New Exhibit Examines Native American Imagery In US Culture
Bold. Visionary. A spectacular success.
The words in an online promotion for a new museum exhibit in Washington, D.C., describe an 1830 U.S. law that forced thousands of American Indians from their lands in the South to areas west of the Mississippi River.
Provocative, yes, says the co-curator of the exhibit "Americans" that opened last month at the National Museum of the American Indian. Bold and visionary in imagining a country free of American Indians. A spectacular success in greatly expanding wealth from cotton fields where millions of blacks worked as slaves.
"When you're in the show, you understand bold and visionary become tongue in cheek," co-curator Cecile Ganteaume said.
The exhibit that runs through 2022 has opened to good reviews and pushes the national debate over American Indian imagery — including men in headdresses with bows, arrows and tomahawks — and sports teams named the Chiefs, Braves and Blackhawks. The NFL's Washington Redskins logo on one wall prompts visitors to think about why it's described both as a unifying force in D.C. and offensive.
The exhibit falls short, some say, with an accompanying website and its characterization of the Indian Removal Act.
The online text is a perplexing way to characterize an effort that spanned multiple presidencies and at one point, consumed one-fifth of the federal budget, said Ben Barnes, second chief of the Shawnee Tribe.
The law led to the deaths of thousands of people who were marched from their homes without full compensation for the value of the land they left behind. And it affected far more tribes than the five highlighted online, he said.
"It made it seem like it was a trivial matter that turned out best for everyone," he said. "I cannot imagine an exhibit at the newly established African-American museum that talked about how economically wonderful slavery was for the South."
Ganteaume said the website isn't encyclopedic and neither it nor the exhibit is meant to dismiss the experiences of American Indians. Instead, it challenges the depths at which people recognize indigenous people are ingrained in America's identity and learn how it happened, she said.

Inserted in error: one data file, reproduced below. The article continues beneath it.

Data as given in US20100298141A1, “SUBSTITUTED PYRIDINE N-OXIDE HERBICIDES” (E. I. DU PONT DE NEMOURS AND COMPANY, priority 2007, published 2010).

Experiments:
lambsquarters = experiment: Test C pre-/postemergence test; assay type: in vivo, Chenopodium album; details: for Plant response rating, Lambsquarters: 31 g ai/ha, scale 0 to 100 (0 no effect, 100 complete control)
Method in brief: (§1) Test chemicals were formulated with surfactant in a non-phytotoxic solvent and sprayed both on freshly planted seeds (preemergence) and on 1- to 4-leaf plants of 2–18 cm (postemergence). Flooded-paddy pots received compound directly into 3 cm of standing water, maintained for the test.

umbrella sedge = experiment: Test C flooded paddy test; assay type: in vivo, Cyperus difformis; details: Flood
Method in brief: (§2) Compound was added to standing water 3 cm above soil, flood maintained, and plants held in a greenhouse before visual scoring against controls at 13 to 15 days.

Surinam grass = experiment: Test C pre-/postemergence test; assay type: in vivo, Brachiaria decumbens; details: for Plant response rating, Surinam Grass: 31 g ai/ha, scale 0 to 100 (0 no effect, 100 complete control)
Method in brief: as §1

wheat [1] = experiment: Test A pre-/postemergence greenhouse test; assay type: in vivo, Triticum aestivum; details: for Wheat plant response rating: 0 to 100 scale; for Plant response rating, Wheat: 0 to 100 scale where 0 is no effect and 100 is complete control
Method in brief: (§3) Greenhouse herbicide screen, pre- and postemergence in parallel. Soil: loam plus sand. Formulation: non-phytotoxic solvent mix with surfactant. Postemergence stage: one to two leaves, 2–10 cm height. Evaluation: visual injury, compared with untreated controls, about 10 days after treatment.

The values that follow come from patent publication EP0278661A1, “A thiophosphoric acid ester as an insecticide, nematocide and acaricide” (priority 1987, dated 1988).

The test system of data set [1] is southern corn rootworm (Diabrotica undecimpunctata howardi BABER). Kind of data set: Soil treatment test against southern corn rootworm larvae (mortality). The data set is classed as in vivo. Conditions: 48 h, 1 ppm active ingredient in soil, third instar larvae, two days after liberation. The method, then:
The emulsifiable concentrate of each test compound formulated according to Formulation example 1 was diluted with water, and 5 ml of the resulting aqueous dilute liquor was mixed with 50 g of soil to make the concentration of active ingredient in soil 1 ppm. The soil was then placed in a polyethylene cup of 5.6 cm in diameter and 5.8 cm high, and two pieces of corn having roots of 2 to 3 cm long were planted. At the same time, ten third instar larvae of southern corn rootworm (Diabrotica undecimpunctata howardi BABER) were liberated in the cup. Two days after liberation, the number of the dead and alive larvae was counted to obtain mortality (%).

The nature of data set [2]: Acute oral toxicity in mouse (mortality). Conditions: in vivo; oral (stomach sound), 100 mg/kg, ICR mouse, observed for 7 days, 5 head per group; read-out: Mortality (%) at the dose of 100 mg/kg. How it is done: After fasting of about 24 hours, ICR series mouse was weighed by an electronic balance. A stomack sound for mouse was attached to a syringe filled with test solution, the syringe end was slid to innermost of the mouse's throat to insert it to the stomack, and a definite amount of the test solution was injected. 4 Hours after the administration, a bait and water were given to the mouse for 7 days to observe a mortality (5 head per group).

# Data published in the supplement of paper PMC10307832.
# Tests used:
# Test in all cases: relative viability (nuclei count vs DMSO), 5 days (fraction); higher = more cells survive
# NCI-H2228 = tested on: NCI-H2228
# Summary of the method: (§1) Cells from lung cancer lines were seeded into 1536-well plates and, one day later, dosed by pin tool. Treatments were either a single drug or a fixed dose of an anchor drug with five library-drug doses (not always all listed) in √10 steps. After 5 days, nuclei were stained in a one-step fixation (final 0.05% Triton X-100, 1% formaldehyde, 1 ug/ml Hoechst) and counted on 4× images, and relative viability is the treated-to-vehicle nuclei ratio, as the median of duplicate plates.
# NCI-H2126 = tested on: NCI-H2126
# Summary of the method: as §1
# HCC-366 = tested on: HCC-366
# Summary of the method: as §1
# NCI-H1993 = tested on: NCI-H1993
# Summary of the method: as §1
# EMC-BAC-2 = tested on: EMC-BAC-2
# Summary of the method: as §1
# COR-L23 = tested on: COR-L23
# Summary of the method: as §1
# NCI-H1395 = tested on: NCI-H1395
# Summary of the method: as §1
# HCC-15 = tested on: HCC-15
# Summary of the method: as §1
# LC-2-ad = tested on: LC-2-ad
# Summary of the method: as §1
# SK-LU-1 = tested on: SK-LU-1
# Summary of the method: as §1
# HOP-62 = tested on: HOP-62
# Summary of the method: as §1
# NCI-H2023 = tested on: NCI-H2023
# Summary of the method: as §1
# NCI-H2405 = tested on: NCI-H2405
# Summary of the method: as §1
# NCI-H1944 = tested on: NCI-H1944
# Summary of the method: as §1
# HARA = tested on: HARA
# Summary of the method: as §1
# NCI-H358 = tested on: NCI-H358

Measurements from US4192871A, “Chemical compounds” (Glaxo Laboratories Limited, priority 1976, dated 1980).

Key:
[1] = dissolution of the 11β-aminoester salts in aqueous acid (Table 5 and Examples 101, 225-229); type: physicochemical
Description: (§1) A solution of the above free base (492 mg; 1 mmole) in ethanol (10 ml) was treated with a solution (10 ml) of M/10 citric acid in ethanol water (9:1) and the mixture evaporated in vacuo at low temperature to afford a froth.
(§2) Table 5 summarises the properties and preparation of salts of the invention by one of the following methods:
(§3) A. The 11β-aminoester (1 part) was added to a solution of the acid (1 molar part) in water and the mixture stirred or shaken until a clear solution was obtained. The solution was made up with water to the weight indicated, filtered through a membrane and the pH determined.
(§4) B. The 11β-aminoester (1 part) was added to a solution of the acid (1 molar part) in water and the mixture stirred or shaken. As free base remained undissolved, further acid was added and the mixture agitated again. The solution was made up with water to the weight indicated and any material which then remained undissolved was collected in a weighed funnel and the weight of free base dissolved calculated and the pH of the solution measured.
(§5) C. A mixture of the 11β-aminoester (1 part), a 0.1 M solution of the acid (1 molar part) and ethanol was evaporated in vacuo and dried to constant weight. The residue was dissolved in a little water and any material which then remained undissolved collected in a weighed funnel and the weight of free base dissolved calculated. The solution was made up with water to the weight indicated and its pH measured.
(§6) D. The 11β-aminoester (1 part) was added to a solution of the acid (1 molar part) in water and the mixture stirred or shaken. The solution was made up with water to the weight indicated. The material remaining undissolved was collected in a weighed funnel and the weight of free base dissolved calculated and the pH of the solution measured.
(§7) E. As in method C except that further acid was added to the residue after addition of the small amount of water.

An opening gallery has hundreds of images of American Indians — often a stoic chief in a Plains-style headdress or a maiden — on alcohol bottles, a sugar bag, motor oil, a missile mounted on the wall and a 1948 Indian Chief motorcycle.
Dozens of clips expand on how the imagery has permeated American culture in television and film.
But when historic or cartoonish images are the only perception people have of what it means to be Native, they can't imagine American Indians in the modern world, said Julie Reed, a history professor at the University of Tennessee.
"Even when I'm standing in front of students, identified as a Cherokee professor, making the point from Day 1 that I'm still here and other Cherokee people are still here, I still get midterm exams that talk about the complete annihilation of Indian peoples," she said.
Ganteaume said that while Native people have deep histories in other countries, the United States is more often fixated on using images of them.
Side galleries expand on what's familiar to most Americans: the Trail of Tears, Pocahontas and the Battle of Little Bighorn. An orientation film on the invention of Thanksgiving starts with a once widely used television screen test featuring an Indian head and then questions the hoopla of the national holiday when America already had Independence Day.
Eden Slone, a graduate student in museum studies in the Washington, D.C., area, said she was impressed by the exhibit's design and interactive touch tables. She never realized that Tootsie Pop wrappers featured an image of an American Indian in a headdress, holding a bow and arrow.
"I think the exhibition was carried out well and it definitely makes you think of Native American imagery," she said. "When I see images like that, I'll think more about where it came from."
Reed, University of Tennessee professor and Cherokee woman, fears people will get the wrong impression about the Indian Removal Act from the website. An essay puts a positive spin on what Reed calls ethnic cleansing.
Yet, she plans to visit.
"I think there is legitimacy to say, come look at this exhibit. That's a fair response to criticism," Reed said. "I want to go and give the exhibit a fair shake because it may be brilliant and could do everything the website does not."